In the early hours of St Valentine’s Day in 1981, around 840 people were at a disco at the Stardust nightclub in Dublin when a fire was spotted in one of the seating areas. The fire quickly spread into the main area of the club causing the lights to fail as people began desperately looking for an escape – 48 people died and 214 were injured.
BRE’s investigation focused on how a small and apparently unthreatening fire, confined to a few seats, turned so quickly into a large and deadly blaze. The study started with a series of tests, including flame spread, fire spread, heat release and fire propagation tests, to establish the likely cause of ignition to the seating unit.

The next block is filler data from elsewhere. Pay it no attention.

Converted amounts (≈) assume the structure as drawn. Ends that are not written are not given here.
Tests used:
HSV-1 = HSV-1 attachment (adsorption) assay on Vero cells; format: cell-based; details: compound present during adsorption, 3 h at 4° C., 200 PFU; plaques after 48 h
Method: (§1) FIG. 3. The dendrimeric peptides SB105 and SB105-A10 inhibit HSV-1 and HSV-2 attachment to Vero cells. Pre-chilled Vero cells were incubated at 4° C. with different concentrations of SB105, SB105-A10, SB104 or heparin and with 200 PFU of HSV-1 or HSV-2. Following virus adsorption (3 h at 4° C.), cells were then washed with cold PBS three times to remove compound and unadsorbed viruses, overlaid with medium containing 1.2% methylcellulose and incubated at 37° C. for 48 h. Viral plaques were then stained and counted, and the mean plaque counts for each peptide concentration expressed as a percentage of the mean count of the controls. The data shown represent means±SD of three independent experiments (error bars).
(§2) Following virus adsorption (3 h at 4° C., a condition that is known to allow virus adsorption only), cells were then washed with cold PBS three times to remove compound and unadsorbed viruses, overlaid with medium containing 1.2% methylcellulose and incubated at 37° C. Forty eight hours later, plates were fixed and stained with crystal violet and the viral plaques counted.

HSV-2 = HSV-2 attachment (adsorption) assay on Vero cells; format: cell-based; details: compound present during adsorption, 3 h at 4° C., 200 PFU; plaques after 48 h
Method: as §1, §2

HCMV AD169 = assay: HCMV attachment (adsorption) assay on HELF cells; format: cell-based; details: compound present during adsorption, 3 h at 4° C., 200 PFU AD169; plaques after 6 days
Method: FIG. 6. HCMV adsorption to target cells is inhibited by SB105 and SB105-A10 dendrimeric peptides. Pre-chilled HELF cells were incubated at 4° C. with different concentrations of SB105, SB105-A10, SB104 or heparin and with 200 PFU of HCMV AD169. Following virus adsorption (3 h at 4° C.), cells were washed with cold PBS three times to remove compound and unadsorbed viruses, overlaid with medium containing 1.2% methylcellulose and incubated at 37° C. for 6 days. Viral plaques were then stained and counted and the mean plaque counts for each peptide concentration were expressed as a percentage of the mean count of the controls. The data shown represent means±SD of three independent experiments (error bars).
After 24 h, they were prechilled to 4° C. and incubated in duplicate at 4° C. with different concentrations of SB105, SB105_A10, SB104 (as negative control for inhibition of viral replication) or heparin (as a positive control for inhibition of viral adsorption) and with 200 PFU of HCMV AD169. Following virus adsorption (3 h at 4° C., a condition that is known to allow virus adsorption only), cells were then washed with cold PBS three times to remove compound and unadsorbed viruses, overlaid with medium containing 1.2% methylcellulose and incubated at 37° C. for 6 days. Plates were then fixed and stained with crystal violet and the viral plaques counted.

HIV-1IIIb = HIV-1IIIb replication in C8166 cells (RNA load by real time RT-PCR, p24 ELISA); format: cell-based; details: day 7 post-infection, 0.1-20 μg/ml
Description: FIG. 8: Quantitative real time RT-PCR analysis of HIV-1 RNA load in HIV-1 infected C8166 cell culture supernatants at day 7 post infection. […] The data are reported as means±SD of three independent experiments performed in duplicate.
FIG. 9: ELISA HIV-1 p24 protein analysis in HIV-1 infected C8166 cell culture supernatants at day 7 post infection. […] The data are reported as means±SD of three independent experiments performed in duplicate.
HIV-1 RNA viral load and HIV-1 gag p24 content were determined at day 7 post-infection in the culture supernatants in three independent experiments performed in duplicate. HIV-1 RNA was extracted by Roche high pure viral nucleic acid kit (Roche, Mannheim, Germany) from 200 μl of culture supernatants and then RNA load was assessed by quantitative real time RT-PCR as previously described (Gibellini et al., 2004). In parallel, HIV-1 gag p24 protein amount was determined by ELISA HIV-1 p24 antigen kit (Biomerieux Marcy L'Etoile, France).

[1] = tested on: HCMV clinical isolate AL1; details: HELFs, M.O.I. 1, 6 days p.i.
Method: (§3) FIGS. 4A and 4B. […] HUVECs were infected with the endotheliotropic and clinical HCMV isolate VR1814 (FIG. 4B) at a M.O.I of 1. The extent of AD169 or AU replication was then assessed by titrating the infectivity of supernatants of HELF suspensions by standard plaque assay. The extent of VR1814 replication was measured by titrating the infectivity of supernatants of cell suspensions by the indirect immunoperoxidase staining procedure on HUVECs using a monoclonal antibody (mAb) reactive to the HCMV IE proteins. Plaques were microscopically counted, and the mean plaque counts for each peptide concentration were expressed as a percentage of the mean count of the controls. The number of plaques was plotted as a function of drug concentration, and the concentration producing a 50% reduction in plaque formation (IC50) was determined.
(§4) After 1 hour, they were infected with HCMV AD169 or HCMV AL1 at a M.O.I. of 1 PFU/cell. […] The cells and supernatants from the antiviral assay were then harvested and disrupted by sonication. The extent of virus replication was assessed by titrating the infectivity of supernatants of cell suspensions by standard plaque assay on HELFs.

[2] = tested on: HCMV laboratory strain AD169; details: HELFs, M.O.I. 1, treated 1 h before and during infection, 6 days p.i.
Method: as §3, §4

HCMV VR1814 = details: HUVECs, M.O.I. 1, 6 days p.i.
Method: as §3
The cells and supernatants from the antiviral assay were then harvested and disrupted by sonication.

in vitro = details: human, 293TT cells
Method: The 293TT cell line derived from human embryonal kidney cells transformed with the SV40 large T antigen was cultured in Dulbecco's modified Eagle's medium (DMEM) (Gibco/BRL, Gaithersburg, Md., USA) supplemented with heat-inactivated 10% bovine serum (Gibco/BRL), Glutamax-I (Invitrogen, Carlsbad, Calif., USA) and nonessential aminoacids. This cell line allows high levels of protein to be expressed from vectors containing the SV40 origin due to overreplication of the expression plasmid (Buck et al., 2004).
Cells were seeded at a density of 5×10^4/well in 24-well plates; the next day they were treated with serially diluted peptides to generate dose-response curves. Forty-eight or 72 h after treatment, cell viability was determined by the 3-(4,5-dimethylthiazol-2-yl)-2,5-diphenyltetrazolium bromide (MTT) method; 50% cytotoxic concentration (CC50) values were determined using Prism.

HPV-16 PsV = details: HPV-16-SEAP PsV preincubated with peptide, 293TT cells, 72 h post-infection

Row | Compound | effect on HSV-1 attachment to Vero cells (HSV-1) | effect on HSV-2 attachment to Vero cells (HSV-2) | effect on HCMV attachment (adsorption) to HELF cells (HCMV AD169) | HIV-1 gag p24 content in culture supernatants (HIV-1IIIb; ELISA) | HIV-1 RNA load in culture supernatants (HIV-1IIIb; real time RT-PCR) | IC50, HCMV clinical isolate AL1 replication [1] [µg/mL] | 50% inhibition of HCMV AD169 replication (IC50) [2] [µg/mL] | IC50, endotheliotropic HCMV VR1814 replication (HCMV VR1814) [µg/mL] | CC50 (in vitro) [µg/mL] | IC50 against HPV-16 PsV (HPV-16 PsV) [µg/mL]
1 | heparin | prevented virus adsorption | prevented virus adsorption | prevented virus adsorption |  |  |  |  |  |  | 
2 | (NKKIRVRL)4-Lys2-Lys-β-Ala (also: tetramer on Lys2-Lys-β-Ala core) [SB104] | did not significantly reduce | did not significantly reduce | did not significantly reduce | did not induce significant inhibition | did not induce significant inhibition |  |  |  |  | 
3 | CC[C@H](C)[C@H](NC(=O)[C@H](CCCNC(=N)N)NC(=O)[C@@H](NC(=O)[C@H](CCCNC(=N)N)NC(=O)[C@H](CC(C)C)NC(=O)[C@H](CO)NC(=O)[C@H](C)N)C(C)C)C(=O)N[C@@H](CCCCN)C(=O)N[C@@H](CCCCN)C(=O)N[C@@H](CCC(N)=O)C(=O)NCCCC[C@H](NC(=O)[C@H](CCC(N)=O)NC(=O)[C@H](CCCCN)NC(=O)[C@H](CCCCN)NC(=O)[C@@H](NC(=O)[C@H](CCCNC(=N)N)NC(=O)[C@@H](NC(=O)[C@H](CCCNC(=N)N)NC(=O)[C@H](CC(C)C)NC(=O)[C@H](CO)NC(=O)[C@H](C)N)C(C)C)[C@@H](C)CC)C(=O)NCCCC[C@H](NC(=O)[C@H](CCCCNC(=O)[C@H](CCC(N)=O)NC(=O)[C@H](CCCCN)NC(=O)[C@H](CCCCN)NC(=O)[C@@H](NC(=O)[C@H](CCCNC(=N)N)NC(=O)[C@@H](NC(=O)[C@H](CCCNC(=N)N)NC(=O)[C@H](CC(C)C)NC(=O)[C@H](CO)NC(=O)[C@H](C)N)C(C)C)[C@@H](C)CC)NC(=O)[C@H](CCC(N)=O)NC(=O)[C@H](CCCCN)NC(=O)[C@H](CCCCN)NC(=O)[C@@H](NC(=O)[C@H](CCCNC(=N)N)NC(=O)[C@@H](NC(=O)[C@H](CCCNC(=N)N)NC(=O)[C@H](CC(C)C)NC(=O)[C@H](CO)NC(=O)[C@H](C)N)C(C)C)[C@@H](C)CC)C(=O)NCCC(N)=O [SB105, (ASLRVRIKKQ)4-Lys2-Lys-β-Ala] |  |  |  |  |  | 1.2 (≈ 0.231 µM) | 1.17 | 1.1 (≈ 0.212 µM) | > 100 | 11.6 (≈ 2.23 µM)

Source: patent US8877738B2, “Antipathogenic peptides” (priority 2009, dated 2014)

This was followed by a full-scale reconstruction of part of the nightclub – this included having the carpet tiles that lined the walls manufactured as these were no longer being made. It demonstrated how a fire on one seat against the wall could ignite and spread rapidly through the carpet tiles, generating heat – and molten droplets – that radiated down onto and ignited adjacent furniture. Having fully developed in that area, it was estimated that the fire could have spread to involve the whole building in less than two minutes. This sudden, fast switch from gas to fire is called a flashover.
A flashover is a phase of a fire where most unburned pyrolsis gases and cellulosic fuels (furniture and floor coverings) in the room reach ignition temperature almost simultaneously and burst into flame. The temperature at which flashover occurs is approximately 1100°F (600°C). When flashover occurs, all fuels in the room are on fire and temperature in the room reaches its maximum.
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